Electronic Thesis and Dissertation Repository

Degree

Master of Science

Program

Biochemistry

Supervisor

Dr. Hong Ling

Abstract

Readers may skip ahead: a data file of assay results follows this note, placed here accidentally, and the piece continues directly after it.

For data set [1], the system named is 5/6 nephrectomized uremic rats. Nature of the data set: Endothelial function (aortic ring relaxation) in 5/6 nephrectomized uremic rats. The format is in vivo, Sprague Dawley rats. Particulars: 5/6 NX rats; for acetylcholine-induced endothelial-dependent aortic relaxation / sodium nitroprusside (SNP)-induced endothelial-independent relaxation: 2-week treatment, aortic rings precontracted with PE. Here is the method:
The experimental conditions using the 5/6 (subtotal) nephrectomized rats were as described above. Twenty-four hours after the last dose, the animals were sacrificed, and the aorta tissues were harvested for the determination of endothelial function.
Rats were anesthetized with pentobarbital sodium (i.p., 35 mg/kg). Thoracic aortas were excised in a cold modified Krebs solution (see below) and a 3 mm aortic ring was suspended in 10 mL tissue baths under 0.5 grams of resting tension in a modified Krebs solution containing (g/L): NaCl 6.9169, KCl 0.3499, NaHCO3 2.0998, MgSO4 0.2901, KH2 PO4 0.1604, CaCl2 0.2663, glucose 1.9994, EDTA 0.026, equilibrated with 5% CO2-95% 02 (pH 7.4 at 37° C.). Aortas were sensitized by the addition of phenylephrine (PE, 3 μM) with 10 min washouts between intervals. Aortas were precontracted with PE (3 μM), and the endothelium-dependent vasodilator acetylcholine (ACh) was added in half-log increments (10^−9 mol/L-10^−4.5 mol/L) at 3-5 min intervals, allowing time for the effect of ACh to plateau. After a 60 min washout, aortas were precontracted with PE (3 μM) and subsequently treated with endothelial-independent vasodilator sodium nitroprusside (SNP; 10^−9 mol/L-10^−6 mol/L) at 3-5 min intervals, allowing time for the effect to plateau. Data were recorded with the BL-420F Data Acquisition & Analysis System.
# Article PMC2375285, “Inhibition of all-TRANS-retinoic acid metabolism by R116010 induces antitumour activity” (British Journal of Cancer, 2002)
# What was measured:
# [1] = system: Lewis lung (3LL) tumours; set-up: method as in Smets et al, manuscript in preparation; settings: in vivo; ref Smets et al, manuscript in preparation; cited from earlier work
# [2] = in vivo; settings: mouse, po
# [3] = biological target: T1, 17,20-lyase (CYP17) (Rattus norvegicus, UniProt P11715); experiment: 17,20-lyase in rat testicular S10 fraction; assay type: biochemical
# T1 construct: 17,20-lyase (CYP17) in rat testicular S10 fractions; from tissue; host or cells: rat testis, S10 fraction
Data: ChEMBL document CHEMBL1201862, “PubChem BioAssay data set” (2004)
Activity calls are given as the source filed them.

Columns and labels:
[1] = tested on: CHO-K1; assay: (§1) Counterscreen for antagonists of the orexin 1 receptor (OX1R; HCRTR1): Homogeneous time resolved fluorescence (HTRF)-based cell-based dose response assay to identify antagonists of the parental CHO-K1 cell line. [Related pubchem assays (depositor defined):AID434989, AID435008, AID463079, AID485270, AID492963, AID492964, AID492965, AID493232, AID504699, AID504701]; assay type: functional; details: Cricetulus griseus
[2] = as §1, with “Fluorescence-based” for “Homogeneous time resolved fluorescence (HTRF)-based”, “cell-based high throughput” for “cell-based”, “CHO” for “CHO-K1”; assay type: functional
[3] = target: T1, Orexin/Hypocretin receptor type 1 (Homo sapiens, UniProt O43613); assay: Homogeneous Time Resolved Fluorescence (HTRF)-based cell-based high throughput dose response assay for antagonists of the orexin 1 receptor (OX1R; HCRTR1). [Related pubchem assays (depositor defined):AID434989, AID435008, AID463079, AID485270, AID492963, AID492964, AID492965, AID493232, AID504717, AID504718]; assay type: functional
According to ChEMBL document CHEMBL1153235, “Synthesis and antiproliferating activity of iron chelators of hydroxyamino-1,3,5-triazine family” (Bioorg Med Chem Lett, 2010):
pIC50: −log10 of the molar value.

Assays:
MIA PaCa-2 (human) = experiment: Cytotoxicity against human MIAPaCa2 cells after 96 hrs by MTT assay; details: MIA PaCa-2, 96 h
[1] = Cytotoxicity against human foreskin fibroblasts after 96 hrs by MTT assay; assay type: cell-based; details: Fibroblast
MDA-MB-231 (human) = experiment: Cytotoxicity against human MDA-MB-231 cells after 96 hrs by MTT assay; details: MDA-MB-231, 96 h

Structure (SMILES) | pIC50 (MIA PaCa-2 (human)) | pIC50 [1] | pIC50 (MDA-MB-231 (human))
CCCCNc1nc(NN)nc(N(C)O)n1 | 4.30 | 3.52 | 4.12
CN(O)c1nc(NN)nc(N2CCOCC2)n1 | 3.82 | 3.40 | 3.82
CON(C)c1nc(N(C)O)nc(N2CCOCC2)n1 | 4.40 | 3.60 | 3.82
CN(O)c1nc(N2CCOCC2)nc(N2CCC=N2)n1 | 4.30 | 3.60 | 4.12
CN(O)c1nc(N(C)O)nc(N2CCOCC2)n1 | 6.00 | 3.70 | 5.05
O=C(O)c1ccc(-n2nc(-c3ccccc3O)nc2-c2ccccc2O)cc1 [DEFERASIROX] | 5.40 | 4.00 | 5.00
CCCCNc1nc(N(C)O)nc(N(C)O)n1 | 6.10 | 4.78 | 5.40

I studied the capabilities of the two DNA lesions 8-oxo-guanine and cisplatin intrastrand crosslinked 1,2-d(GpG) or Pt-GG to cause mutations in mammalian cells. Using isogenic cell lines generated from mice with selective gene knockouts of distinct DNA polymerases as models, I deduced the biological functions of the translesion DNA polymerases Pol eta, Pol kappa, Pol iota, Rev1 and Rev3L on bypassing each of the lesions 8-oxo-G and Pt-GG. My study takes advantage of the Next Generation Sequencing (NGS) technology to determine mutagenic effects of the DNA lesions in vivo and effects of translesion DNA polymerases on bypassing the lesions. Through adapting a translesion synthesis (TLS) assay into a high-throughput TLS assay which uses NGS, I eliminated steps in the traditional TLS assay that involves E. coli. My study reveals that 8-oxo-guanine caused a high frequency of C->A substitutions, and that significantly, Pol eta correctly bypassed 8-oxo-G in cells. The high mutation rate of 8-oxo-G underlines the importance of DNA repair to remove this lesion before it is replicated. By contrast, Pt-GG caused very few mutations in vivo: the mutation rate of Pt-GG was only two times the background error rate in my experiment. The five translesion DNA polymerases studied bypassed Pt-GG in an error-prone manner; specifically, Rev3L and Rev1 DNA polymerases can each bypass the lesion and Pol iota might share the function of Pol kappa or enhance that of Pol eta to bypass the lesion. Since Pt-GG does not appear to block DNA replication more than 8-oxo-G in mammalian cells, the cytotoxicity of the drug cisplatin that produces the cisplatin-DNA adduct is likely attributed to other causes, such as inter-strand cisplatin-DNA adducts that are more potent for stalling DNA replication.